Richard Nixon arrived in Beijing. (1972) The visit was an unprecedentedly friendly move on the part of both countries, which had been at odds since the late 1940s. Both sides made political concessions, and Nixon came away with a present of two pandas.
Malcolm X was assassinated. (1965) The major Civil Rights movement leader and human rights activist was assassinated by members of the Nation of Islam on this day as he gave a speech for the Organization of Afro-American Unity. The funeral received a lot of publicity because of his controversial standing in the public opinion, but the New York Post wrote that "even his sharpest critics recognized his brilliance."
Karl Marx and Friedrich Engels published the Communist Manifesto. (1848) The pamphlet went on to become one of the most influential writings in modern history, and influenced the thought of Lenin, Stalin, Mao Zedong, and others.
The first successful flying car flew. (1937) Walter Waterman's "Arrowbile," a vehicle that worked as a car on the ground, but could also fly like an airplane, had its first flight. Waterman was also a major force behind the invention of the modern airplane, and his Arrowbile, along with other contributions, can still be seen in the Smithsonian museums.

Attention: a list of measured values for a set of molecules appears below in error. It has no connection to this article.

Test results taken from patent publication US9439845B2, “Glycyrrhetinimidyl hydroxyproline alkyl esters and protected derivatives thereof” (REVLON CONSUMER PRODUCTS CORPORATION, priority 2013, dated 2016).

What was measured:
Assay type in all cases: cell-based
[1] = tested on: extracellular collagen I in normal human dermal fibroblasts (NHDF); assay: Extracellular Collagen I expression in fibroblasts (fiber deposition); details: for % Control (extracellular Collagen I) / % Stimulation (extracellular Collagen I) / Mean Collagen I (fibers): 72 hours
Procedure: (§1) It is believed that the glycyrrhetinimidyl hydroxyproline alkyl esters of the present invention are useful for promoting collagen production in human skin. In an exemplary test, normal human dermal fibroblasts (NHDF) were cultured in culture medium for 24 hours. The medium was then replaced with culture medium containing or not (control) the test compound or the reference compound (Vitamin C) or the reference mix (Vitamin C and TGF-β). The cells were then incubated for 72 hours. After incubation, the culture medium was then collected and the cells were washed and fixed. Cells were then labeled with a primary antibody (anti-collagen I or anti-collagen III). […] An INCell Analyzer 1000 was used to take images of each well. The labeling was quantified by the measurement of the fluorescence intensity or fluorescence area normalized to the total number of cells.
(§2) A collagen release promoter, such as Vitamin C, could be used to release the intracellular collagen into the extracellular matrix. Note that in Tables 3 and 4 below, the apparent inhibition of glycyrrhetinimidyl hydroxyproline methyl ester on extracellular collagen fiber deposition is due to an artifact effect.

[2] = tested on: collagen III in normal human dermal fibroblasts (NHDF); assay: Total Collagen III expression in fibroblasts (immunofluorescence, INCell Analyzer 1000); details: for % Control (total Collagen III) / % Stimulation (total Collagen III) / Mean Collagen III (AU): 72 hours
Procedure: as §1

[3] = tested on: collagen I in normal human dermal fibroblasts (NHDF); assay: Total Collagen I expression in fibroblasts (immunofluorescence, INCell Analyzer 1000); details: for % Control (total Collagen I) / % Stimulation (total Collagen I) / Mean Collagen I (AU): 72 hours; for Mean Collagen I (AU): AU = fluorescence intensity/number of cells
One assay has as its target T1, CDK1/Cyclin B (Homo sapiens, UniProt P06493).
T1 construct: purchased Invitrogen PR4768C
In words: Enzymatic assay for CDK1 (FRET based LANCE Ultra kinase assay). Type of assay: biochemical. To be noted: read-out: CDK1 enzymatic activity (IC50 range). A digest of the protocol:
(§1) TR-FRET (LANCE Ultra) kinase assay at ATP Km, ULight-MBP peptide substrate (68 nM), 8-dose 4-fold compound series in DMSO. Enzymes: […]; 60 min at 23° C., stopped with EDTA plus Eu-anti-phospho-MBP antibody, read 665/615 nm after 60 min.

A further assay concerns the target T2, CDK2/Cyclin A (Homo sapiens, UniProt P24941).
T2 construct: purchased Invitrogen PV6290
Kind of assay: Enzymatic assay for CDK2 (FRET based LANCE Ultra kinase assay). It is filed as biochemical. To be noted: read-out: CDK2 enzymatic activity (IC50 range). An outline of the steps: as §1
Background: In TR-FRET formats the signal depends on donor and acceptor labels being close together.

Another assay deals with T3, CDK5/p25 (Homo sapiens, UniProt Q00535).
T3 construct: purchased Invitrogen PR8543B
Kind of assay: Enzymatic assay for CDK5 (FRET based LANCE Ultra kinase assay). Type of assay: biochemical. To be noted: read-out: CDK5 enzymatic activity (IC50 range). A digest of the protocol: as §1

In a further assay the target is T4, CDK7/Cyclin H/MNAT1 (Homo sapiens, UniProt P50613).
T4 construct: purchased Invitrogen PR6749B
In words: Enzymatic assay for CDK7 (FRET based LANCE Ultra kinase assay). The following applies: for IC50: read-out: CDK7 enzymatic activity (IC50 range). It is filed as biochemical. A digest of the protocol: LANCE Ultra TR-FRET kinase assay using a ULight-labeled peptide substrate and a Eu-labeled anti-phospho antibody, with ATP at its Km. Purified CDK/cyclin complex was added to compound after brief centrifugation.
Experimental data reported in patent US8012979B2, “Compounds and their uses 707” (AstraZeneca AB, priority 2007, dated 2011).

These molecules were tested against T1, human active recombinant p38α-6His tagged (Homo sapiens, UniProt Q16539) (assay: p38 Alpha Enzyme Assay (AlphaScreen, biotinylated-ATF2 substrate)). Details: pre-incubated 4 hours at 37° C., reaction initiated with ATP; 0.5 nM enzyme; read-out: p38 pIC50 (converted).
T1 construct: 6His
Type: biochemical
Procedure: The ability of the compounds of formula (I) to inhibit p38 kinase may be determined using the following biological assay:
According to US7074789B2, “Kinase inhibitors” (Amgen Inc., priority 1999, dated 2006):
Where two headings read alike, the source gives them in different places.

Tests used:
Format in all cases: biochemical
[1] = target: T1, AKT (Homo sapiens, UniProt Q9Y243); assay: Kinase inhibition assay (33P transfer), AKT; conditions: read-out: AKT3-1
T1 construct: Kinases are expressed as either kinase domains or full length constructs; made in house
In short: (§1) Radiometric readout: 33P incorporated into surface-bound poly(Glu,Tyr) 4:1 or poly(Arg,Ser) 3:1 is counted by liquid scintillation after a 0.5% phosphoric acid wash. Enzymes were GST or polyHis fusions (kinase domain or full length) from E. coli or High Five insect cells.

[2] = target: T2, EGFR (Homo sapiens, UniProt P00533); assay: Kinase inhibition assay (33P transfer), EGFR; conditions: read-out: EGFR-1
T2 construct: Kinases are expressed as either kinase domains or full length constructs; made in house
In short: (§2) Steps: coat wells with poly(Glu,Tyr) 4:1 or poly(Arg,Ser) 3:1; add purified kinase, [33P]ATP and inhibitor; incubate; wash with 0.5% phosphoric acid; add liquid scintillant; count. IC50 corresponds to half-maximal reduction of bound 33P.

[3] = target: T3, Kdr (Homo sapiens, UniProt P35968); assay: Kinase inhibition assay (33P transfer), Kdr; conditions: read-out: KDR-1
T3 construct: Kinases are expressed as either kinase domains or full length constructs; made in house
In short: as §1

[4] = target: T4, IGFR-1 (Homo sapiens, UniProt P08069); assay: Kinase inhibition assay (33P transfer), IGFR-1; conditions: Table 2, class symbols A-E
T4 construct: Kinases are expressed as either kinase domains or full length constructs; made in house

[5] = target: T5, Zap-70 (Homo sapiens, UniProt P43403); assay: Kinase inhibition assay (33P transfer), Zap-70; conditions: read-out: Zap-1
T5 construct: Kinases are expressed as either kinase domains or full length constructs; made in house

The Battle of Verdun began. (1916) This was the longest battle of World War I, and lasted for about ten months. Though little actual ground was gained, both sides suffered over 60 percent losses, characterizing the useless, bloody nature of the war for many people.
Double agent Aldrich Ames was arrested. (1994) Ames was a major CIA operative, but was caught selling secrets to the USSR. He was responsible for the deaths of at least ten US spies, and also had the distinction of being the most highly-paid double agent in US-USSR history.
NASCAR was incorporated. (1948) The National Association for Stock Car Racing quickly became extremely popular, since the racers drove the same kinds of cars that as normal drivers. NASCAR went on to become a multi-billion dollar event with lucrative corporate sponsorship and a huge international fanbase.
The Polaroid camera had its first demonstration. (1947) The inventor, Edwin Land, demonstrated the "Polaroid Land Camera," the first instant camera on this day to the Optical Society of America. The Polaroid camera went on sale to the public the next year, and could produce about one picture per minute.
Henry Kissinger began secret negotiations with North Vietnam. (1970) It was the first of several secret meetings between Kissinger and North Vietnamese officials, none of which were especially effective. The war would go on for five more years.
The last Carolina Parakeet died. (1918) The only native parrot species in the Eastern US, the Carolina Parakeet went extinct through a combination of loss of environment and overhunting for their decorative feathers. Coincidentally, the last Carolina Parakeet died in the same cage in which the last Passenger Pigeon died.